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3 no-nonsense senior health tips

Senior health tips for aging

As you age, it often gets harder to properly look after yourself. Thankfully, not all is lost. As long as you approach aging the right way, there is no reason that you shouldn’t be able to look after your health as well as ever, even if certain problems do crop up more often in this later life stage. Below are senior health tips to take better care of yourself as you age. Let’s get straight to the point: You could be living better.

1. Keep a positive outlook

Of the three senior health tips here, this one is probably the first that people gloss over. But the truth is that if you want to be as healthy as possible for as long as possible, a positive outlook is very important. When you work hard to cultivate positivity in your life, it actually means that your body is less likely to get ill and that you can recover from any problem more quickly.

So, how can a positive approach have such great results? It keeps stress down, which in turn reduces cortisol and keeps you fit longer. Plus, your mental health is more likely to stay strong. Doing your best to remain positive can make a world of difference to your overall health.

2. Get whatever help you need

This next one on the senior health tips list can be daunting for some people. You may feel shame in asking for help, but in fact that mentality you more likely to be unhealthy. Instead, reach out for whatever help you need to retain your health as best as possible.

If you have help, such as spectrum healthcare elder care, as well as the assistance of your loved ones, you are more likely to be healthy longer. You can also survive more easily from additional serious traumas or accidents with emotional and physical support around you. For that reason alone we include getting help as one of the top senior health tips.

3. Senior health tips: being active

As far as you can do, make an effort to remain as active as possible. The more active you are, the more likely you will keep fit longer. And it lengthens your lifespan when you remain active too.

It’s important to keep moving. Often when you stop doing so, you suddenly find you are incapable of carrying on. This is not a situation that anyone wants to be in, so it is definitely worth putting the effort into remaining as active as possible for as long as you can. You will also find that it helps how you feel about aging. As long as you are able to be at least a bit physically active, you will feel so much better in body and mind.

Do you have any there other senior health tips to add to this list?

20 thoughts on “3 no-nonsense senior health tips”

  1. Definitely a positive outlook is key and to keep moving, stay active, stay interested. My parents were always like this and it is only in the last two years they have slowed up. I aspire to be like them and I suppose self-care at a younger age is important. A very timely post Christy and so upbeat x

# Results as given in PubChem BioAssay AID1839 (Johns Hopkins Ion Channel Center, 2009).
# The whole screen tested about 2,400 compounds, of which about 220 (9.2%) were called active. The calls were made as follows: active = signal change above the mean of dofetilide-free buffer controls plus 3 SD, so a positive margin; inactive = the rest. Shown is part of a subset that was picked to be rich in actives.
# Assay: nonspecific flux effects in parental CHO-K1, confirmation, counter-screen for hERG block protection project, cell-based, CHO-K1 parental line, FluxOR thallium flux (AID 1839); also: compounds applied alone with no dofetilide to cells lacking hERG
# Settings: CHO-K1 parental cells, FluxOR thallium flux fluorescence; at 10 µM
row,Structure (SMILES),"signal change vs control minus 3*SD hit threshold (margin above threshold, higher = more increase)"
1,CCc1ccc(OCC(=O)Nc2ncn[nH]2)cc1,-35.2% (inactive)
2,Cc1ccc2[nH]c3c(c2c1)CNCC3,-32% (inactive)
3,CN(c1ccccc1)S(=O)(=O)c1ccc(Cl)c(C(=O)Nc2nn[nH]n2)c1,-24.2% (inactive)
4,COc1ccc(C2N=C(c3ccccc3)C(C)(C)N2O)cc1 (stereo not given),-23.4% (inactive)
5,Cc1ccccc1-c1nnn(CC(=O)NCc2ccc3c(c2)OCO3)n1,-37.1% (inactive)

2. Hi Christy:
    Excellent point and you are so right, the importance of looking after yourself are so very important as we age… well some of us anyway.

    I think it so very important that people start to be proactive much earlier in life. Anything that can or will rob you of life are the keys to a long and better life.

    Hugs from Alberta

  3. So funny. I write about aging in my newest book, what changes, how to adapt, and building a strong foundation in our relationships. Wonderful post Christy <3

  4. I am one of the elders you write about. I live in an ordinary apartment building where there is a wonderful group of women “of a certain age” and one man who have formed a thriving community. We do the things you are talking about and experience fulfilling lives. Bravo for your post, Christie.

  5. When I was a youngster, I could never figure out why so many old people seemed so unhappy and grumpy. Feeling lousy, feeling pain when you try to exercise, frustrated that you can’t do what came easily even ten years ago… now I understand.

  6. Christy,

    you really care about the old people, and that is so so noble. I adore old people.My parents, I am very lucky I have them. Thank you so much on your humanity !

  7. As always, great information. My grandmother (who passed away at 86) took care of herself for the most part by eating right and staying busy (around the house), but she isolated herself a great deal – no socializing (aside from family visiting) and never asked for help. It got to the point where she wouldn’t leave the house to go out to dinner with us. I’m always amazed by 70 + year olds who are still out riding bicycles and playing sports together – that’s how I want to be at 75!

  8. This is a timely post, Christy. My 91 year-old aunt, recently went from assisted living into a nursing home. She’s having a difficult time maintaining her positive attitude. I call her every day, but she keeps saying she’s home sick.

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